Blonde Poison, poignant play

Daphne Kuhn is a brave theatre producer. Without any government sponsorship she occasionally takes on a deserving work without being sure that it will fill houses and pay salaries.  She does it because she feels she owes the theatre going public some really good theatre.  Blonde Poison is one of those works.  The play is about a Jewish Holocaust survivor, which makes it a heavy work.  Heavy, but never dull.

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Fiona Ramsay in Blonde Poison at the Auto and General Theatre on the Square in Sandton. Photo courtesy of the Daphne Kuhn.

Blonde Poison was written by Gail Louw, a former South African now living in London.  The script itself is superb.  It never lags.  As the plot unfolds one is struck by the deft hand of the playwright as one gets to grips with the details of this true tale in which Stella Goldschlag, an aging Jewish woman, is confronted with her past. We enter her world as we discover what she had to do in order to survive.  It is set in 1993, nearly a quarter of a century ago.

Theatre veteran, Fiona Ramsay, takes on this incredibly complex character, and in about ninety minutes, she moves from loving daughter and romantic, naive, wife through anguished mother, promiscuous beauty, desperate frightened creature and callous betrayer of her values and then back again to a vulnerable, aging woman.  We see her at the age of seventy one, in a moment of crisis, a last chance of redeeming herself and making peace with her past.  Ramsay holds us in the palms of her hands as she teases out our own thoughts on Stella Goldschlag’s life choices.

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Fiona Ramsay in the solo production of, Blond Poison, on 04 July 2016 in the National arts festival, in the Hanger, Grahamstown, South Africa. The production was directed by Janna Ramos. (Photo:CuePix/Megan Moore)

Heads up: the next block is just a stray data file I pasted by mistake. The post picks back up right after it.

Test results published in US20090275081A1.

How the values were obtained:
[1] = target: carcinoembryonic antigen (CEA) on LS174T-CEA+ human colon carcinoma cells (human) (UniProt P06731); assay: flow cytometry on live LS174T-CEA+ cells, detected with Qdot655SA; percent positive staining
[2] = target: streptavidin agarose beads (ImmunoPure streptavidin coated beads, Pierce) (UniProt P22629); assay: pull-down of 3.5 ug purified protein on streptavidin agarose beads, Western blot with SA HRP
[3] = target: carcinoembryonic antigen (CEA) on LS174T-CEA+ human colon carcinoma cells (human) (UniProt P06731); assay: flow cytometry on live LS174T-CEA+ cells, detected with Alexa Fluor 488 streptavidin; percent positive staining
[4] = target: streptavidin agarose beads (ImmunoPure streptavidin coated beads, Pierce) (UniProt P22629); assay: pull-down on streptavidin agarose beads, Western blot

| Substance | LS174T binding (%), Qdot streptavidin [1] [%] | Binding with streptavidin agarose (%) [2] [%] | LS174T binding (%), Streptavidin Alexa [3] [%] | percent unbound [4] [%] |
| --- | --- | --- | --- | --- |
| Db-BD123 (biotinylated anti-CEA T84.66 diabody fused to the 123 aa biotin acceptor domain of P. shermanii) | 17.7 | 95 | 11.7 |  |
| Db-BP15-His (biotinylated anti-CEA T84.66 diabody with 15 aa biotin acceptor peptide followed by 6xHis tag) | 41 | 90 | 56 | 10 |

This is definitely a “Wow!” performance, and it will be one of those performances up for another Naledi nomination for Ramsay.  Blonde Poison is one of those pieces .which stays with one long after one leaves the theatre.

Directed by Janna Ramos Violante, this work is tightly crafted on stage.  The set is interesting, a series of four windows panels or windows.  Each gets used to full effect as we move from the present through memories and back to the present.  The costume changes are effective and done seamlessly. The technical team from the Auto and General Theatre on the Square are responsible for lighting and sound cues.  The sound is integral to the play and is absolutely superb.
Someone said on Facebook that if one only sees one play in 2017, this should be it.  I think, of course, that one should see much more than one play in 2017, but that this is certainly one that is worth seeing. 
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Fiona Ramsay in Blonde Poison at the Auto and General Theatre on the Square in Sandton. Photo courtesy of the Daphne Kuhn.

Blonde Poison is running at the Auto and General Theatre on the Square in Sandton until early February. I recommend this one very highly.
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About moirads

Clergy person, theatre and music lover, avid reader, foodie. Basically, I write about what I do, where I go and things I love (or hate).
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